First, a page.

These Supreme Court of Canada decisions are part of the foundation of Canada’s constitutional law embodied first in the Canadian Bill of Rights in 1960, and since 1982, in the Canadian Charter of Rights and Freedoms. Mr. How’s cases include R v Boucher in 1950, Saumur v Quebec (City of) in 1953, and Chaput v Romain in 1955. These cases have become keystones in upholding fundamental freedoms for all Canadians, including freedom of speech, freedom of the press, and freedom of conscience. As a case on point, in 1997 Supreme Court Chief Justice Antonio Lamer relied on Saumur v Quebec (City of) in his judgment in Re Provincial Court Judges, to show that free speech has been a guarantee of our constitution even prior to the Canadian Charter of Rights and Freedoms.
Legal scholars agree these decisions of the Supreme Court of Canada contributed to development of an implied bill of rights that ultimately led Canada to adopt the Canadian Bill of Rights and the Canadian Charter of Rights and Freedoms. In his book State and Salvation: The Jehovah’s Witnesses and Their Fight for Civil Rights (published by University of Toronto Press), Professor William Kaplan characterizes cases fought by Mr. How as: “. . . the bedrock of civil-liberties jurisprudence in Canada today.”
Glen How was called to the Bar of Ontario in 1943 and the Quebec Bar in 1949. In 1941, he had become one of Jehovah’s Witnesses. According to the prestigious American College of Trial Lawyers: “At that time it was against the law in Canada to be one of Jehovah’s Witnesses.” Glen How began advocating on their behalf to restore religious freedom that had been lost during World War II.
Concerned with the Supreme Court’s lack of jurisdiction over constitutional and liberty issues, Mr. How wrote “The Too Limited Jurisdiction of the Supreme Court of Canada” in the Canadian Bar Review in 1947. In 1949, the Supreme Court Act was revised. In the May 1948 Canadian Bar Review, Glen How authored “The Case for a Canadian Bill of Rights.” The article was reprinted and 10,000 copies were mailed to lawyers, judges, legislators, editors, columnists, members of parliament, and others.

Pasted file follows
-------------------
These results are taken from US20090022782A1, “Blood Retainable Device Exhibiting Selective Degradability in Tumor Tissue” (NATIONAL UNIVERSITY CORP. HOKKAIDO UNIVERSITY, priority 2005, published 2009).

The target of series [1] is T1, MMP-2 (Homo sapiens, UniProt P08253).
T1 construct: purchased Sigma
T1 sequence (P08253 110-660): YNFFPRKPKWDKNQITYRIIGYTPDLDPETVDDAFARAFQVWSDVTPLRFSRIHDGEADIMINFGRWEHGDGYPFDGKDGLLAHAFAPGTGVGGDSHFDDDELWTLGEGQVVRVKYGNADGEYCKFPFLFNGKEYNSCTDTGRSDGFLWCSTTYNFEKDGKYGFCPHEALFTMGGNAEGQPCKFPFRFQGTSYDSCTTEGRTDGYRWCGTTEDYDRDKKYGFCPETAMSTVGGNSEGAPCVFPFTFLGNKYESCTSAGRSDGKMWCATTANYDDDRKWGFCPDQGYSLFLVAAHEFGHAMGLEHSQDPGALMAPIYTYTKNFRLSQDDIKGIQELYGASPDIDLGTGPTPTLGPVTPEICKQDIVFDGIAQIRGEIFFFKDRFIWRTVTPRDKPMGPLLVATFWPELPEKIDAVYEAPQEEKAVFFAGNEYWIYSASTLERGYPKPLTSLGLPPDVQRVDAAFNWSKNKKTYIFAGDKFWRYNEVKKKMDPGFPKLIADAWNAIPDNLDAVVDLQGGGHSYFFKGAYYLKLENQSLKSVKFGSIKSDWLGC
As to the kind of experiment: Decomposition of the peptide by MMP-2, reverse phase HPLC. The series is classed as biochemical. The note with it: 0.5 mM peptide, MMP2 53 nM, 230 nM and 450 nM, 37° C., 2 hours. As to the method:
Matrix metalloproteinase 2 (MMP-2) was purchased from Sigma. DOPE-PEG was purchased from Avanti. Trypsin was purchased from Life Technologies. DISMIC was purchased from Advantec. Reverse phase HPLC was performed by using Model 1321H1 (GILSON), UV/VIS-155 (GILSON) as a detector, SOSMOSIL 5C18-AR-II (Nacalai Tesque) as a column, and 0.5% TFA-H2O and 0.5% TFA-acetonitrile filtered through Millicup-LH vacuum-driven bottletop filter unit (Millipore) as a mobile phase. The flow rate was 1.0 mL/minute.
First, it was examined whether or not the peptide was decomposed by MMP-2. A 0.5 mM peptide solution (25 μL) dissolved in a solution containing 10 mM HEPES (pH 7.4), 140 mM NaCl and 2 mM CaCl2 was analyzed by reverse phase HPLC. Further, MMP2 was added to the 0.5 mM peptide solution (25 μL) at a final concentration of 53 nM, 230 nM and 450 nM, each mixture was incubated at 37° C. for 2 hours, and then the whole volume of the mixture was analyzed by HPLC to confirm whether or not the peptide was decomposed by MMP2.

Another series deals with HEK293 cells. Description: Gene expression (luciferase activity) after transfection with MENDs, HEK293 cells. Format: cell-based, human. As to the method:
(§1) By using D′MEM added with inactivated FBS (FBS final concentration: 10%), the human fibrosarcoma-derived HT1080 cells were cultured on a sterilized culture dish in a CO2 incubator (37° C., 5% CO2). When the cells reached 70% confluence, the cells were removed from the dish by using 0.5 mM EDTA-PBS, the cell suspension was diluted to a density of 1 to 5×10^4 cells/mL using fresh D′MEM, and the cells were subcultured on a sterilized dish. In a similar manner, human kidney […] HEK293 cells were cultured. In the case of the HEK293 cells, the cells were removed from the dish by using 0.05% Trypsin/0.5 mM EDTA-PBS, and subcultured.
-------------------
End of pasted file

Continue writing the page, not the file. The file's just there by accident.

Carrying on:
Glen How’s work did not go unnoticed. The January 4, 1964, issue of Maclean’s magazine featured him as one of the country’s outstanding Canadians of 1963.
Glen How argued cutting edge constitutional cases before the Supreme Court of Canada. In Young v Young (1993), he successfully advocated the right of parents to be free to share religious values with their children. In B (R) v Children’s Aid Society of Metropolitan Toronto (1995), the Supreme Court recognized the right of parents to choose medical treatment for their children. In New Brunswick (Minister of Health and Community Services) v G (J) (1999), Mr. How represented an intervener in a case involving the right of a parent to fair legal representation with respect to guardianship of his or her children. In Committee for the Commonwealth of Canada v Canada (1991), he represented an intervener on the issue of freedom of speech in a public place.
He also argued cases on behalf of a patient’s right to bodily autonomy. The landmark decision of Malette v Shulman (1990), 72 OR (2d) 417 (CA) confirmed an adult patient’s right to have his or her advance treatment decisions respected.
Glen How directed, advised on, and argued constitutional cases in Japan, Singapore, Russia, Latvia, France, Italy, Peru, Trinidad, England and the United States. Often these cases attracted international attention through news media and agencies such as Amnesty International and Human Rights Without Frontiers (Belgium).
In recognition of his outstanding courage in defending difficult cases, the international legal community applauded Mr. How’s determination and decades of selfless work. The American College of Trial Lawyers presented Mr. How with the Award for Courageous Advocacy on September 8, 1997, in Vancouver, British Columbia. At that time he was only the tenth recipient of that prestigious award and the first Canadian to be so honoured. Past president of the College, Lively Wilson, in presenting the award to Glen How remarked:
... In the history of Canadian civil liberties, Glen How occupies a position of unparalleled importance, not only for his personal courage, resourcefulness and persistence, but also for the enormous legacy of civil libertarian principles that his work has left behind.
Beginning in 1997, History Television aired the one-hour documentary Turning Points of History – Witness to Persecution. This documentary centered on Glen How’s historic legal battles in Canada. And in that same year, the American College of Trial Lawyers noted he had “throughout the course of his long career, demonstrated courage and commitment as a trial lawyer, as an appellate lawyer, and as a human being.”
Mr. How served as Queen’s Counsel and in 1998 the Law Society of Upper Canada awarded Glen How its Law Society Medal for Outstanding Service. In 1999, he received the Certificate of Recognition of 50 years admittance to the Quebec Bar.
In 2001, when he was appointed to the Order of Canada, the Governor General stated: “The landmark cases he argued before the Supreme Court on behalf of Jehovah’s Witnesses enshrined all Canadians’ right to freedom of speech, assembly and religious expression and helped pave the way for the Canadian Bill of Rights and Charter of Rights and Freedoms.”
W. Glen How, O.C., Q.C., L.S.M., died in Georgetown, Ontario, on Tuesday, December 30, 2008, at the age of 89.